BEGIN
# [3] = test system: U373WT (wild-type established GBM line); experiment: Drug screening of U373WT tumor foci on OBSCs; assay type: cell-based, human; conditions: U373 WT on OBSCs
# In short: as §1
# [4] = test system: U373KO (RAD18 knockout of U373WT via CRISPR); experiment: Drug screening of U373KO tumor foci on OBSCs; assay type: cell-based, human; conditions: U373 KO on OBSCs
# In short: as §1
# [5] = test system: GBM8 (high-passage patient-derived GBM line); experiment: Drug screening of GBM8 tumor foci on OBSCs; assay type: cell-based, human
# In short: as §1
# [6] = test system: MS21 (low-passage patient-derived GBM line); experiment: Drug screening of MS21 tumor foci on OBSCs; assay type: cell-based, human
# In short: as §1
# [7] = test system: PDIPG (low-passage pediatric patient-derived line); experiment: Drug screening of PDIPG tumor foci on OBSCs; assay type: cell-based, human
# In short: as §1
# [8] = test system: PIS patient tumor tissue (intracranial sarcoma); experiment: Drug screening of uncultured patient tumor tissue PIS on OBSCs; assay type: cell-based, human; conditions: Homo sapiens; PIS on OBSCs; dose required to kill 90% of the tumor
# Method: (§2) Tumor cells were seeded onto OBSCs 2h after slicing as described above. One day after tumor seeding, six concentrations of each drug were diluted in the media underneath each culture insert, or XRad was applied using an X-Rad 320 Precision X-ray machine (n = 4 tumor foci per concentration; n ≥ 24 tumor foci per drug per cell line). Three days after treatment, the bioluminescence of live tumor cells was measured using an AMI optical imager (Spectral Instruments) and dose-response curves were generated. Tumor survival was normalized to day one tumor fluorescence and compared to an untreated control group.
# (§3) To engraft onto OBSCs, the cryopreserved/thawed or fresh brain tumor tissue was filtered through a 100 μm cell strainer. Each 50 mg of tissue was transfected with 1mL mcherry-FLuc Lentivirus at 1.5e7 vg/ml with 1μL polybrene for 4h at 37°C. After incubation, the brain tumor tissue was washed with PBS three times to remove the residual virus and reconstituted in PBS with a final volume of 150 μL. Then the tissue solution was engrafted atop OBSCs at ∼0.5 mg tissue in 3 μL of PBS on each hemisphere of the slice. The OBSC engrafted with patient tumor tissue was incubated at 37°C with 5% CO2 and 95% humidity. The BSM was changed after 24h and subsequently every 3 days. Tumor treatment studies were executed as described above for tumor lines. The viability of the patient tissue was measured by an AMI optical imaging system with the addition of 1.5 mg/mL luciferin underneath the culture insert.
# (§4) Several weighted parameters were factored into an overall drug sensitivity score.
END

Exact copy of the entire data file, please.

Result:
# [3] = test system: U373WT (wild-type established GBM line); experiment: Drug screening of U373WT tumor foci on OBSCs; assay type: cell-based, human; conditions: U373 WT on OBSCs
# In short: as §1
# [4] = test system: U373KO (RAD18 knockout of U373WT via CRISPR); experiment: Drug screening of U373KO tumor foci on OBSCs; assay type: cell-based, human; conditions: U373 KO on OBSCs
# In short: as §1
# [5] = test system: GBM8 (high-passage patient-derived GBM line); experiment: Drug screening of GBM8 tumor foci on OBSCs; assay type: cell-based, human
# In short: as §1
# [6] = test system: MS21 (low-passage patient-derived GBM line); experiment: Drug screening of MS21 tumor foci on OBSCs; assay type: cell-based, human
# In short: as §1
# [7] = test system: PDIPG (low-passage pediatric patient-derived line); experiment: Drug screening of PDIPG tumor foci on OBSCs; assay type: cell-based, human
# In short: as §1
# [8] = test system: PIS patient tumor tissue (intracranial sarcoma); experiment: Drug screening of uncultured patient tumor tissue PIS on OBSCs; assay type: cell-based, human; conditions: Homo sapiens; PIS on OBSCs; dose required to kill 90% of the tumor
# Method: (§2) Tumor cells were seeded onto OBSCs 2h after slicing as described above. One day after tumor seeding, six concentrations of each drug were diluted in the media underneath each culture insert, or XRad was applied using an X-Rad 320 Precision X-ray machine (n = 4 tumor foci per concentration; n ≥ 24 tumor foci per drug per cell line). Three days after treatment, the bioluminescence of live tumor cells was measured using an AMI optical imager (Spectral Instruments) and dose-response curves were generated. Tumor survival was normalized to day one tumor fluorescence and compared to an untreated control group.
# (§3) To engraft onto OBSCs, the cryopreserved/thawed or fresh brain tumor tissue was filtered through a 100 μm cell strainer. Each 50 mg of tissue was transfected with 1mL mcherry-FLuc Lentivirus at 1.5e7 vg/ml with 1μL polybrene for 4h at 37°C. After incubation, the brain tumor tissue was washed with PBS three times to remove the residual virus and reconstituted in PBS with a final volume of 150 μL. Then the tissue solution was engrafted atop OBSCs at ∼0.5 mg tissue in 3 μL of PBS on each hemisphere of the slice. The OBSC engrafted with patient tumor tissue was incubated at 37°C with 5% CO2 and 95% humidity. The BSM was changed after 24h and subsequently every 3 days. Tumor treatment studies were executed as described above for tumor lines. The viability of the patient tissue was measured by an AMI optical imaging system with the addition of 1.5 mg/mL luciferin underneath the culture insert.
# (§4) Several weighted parameters were factored into an overall drug sensitivity score.